For the second time in two years, Baltimore City is taking the Trump administration to court over its reproductive health care agenda—this time for a proposed rule that city officials say would “severely restrict access” to family planning for low-income Baltimoreans.
The rule change, released in February and backed by religious conservatives, would withhold funding from federally supported family planning clinics, known as Title X clinics, that refer clients to abortion providers. It would also prohibit clinics located on the same sites as abortion providers from receiving Title X funds, essentially requiring them to financially and physically separate or risk losing financing.
(The Hyde Amendment bars the use of federal funds directly for most abortions, though family planning clinics do receive federal dollars under Title X.)
The rule change is set to take effect on May 3 unless it’s blocked by courts. City Solicitor Andre Davis told Baltimore Fishbowl the city expects to file a motion for preliminary injunction today.
But in a federal lawsuit filed yesterday against Health and Human Services Secretary Alex Azar, the city argues the policy change imposes “costly and unnecessary infrastructure requirements on Title X clinics,” and would require medical staff “to violate their professional ethics” by making them direct pregnant patients away from abortion providers and into prenatal care. Alternatively, if those clinics choose to forego federal dollars, the city says the policy unfairly threatens to shut them down.
The lawsuit summarizes it as a “gag rule” that bars medical professionals from referring patients to abortion providers or giving them the facts about abortion.
In terms of numbers, the lawsuit says Baltimore City would lose out on $1.43 million in Title X funding, and more than 16,000 patients annually receiving family planning, cancer screening and other preventive health services at 23 city sites would have their care threatened. Those costs would be compounded by increased health care costs for those patients for unintended pregnancies, sexually transmitted infections, undetected cancers, delayed prenatal care and more.
Ex-Officio Mayor Bernard C. “Jack” Young and newly sworn-in City Health Commissioner Dr. Letitia Dzirasa endorsed the lawsuit, with Dzirasa saying in a statement that new rules would have a “devastating impact” on residents receiving reproductive health care, cancer screenings and education from Title X recipients. “We cannot stand idly by as funding is being pulled,” she said. “We will continue to pursue justice in this case on behalf of the residents of Baltimore City.”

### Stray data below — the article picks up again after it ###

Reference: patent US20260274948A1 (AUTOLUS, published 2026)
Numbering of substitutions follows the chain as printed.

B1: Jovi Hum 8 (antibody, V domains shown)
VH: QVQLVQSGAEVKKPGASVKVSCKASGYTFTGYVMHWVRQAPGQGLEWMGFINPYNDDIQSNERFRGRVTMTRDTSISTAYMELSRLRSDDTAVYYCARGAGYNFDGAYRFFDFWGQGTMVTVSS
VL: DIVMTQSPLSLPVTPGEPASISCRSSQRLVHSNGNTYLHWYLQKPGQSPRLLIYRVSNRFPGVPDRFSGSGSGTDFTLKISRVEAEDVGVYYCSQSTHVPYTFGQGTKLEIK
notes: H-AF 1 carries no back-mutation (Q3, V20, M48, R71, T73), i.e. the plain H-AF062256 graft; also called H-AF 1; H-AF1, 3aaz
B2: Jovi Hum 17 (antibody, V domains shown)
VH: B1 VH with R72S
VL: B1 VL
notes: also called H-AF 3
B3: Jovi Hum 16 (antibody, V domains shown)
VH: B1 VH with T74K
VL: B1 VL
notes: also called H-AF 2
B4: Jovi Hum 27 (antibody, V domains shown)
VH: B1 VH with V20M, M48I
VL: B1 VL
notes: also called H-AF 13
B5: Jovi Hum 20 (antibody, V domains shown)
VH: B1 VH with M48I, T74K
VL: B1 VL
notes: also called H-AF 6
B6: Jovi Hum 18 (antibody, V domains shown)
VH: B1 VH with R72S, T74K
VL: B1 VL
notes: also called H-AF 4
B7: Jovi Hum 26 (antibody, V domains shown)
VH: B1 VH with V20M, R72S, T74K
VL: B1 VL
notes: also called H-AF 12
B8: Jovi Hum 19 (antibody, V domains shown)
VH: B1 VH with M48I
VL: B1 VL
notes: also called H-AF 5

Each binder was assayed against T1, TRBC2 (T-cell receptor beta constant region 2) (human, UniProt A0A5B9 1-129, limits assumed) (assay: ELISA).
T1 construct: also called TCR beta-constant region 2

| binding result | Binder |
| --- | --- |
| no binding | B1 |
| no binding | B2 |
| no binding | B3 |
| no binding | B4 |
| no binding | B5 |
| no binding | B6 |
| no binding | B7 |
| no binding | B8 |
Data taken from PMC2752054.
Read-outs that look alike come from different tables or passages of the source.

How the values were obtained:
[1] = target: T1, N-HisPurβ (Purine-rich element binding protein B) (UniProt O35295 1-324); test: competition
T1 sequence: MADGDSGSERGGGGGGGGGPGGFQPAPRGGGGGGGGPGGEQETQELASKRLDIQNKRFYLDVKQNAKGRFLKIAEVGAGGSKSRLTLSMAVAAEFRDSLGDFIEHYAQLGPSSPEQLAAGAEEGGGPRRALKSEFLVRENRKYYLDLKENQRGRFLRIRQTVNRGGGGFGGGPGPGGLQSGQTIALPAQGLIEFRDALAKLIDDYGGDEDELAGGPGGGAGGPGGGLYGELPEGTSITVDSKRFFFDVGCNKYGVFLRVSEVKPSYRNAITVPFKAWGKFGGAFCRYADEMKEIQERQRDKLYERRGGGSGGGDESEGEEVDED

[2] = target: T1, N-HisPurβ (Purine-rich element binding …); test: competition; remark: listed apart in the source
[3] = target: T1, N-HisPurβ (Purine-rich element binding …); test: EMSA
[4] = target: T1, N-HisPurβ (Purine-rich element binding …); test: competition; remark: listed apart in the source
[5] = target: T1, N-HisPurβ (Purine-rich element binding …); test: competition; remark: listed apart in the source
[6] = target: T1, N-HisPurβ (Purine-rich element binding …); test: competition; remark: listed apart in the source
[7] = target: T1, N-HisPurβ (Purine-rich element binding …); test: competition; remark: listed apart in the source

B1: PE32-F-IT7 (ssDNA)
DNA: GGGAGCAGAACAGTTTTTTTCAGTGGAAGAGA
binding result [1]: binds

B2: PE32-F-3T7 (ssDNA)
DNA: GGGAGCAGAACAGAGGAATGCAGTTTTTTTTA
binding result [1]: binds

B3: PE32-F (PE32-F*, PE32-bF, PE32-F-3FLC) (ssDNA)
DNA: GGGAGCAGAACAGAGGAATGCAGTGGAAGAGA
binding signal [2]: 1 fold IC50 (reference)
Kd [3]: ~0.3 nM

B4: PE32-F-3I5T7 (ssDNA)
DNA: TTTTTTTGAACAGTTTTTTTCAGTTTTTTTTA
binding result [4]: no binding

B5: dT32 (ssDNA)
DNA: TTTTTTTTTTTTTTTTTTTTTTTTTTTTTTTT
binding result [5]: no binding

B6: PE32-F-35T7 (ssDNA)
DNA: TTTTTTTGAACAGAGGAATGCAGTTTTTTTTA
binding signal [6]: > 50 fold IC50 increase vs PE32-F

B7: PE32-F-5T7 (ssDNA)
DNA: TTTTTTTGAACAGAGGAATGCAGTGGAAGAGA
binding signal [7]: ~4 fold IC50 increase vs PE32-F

Davis, who filed the challenge, said the rule change violates multiple federal statutes, including the very Title X provision that allows for these funds, provisions of the Affordable Care Act and others. He also said it infringes on residents’ freedoms to free speech, sex equality and access to abortion.
“With our co-counsel at every turn, the Law Department intends to continue to push back when the Trump Administration takes unlawful and misguided steps to diminish health care resources that are so critical to our City and its residents,” Davis, a former federal appellate judge, told Baltimore Fishbowl via email.
Assisting the city with its complaint are attorneys from international law firm Arnold & Porter, working pro bono, Stepahnie Toti of the Lawyering Project and fellows and students from the Yale Law School Reproductive Justice Clinic.
If the change does become federal policy next month, the financial burden will fall to states. Maryland’s General Assembly already passed legislation this session requiring the state’s Department of Health to reject federal Title X funds if the changes take effect, and start providing at least $1 million per year in state funds for family planning starting in fiscal 2021. According to a fiscal and policy note on the bill, Maryland would lose $3.2 million in federal funds in fiscal 2020 under HHS’ proposed rule change.
This is the second major lawsuit Baltimore City has filed against the Trump administration over family planning policy. One year ago, the city and the Democracy Forward Foundation won a federal case against HHS for the agency’s termination of the federal Teen Pregnancy Prevention Program in 2017.
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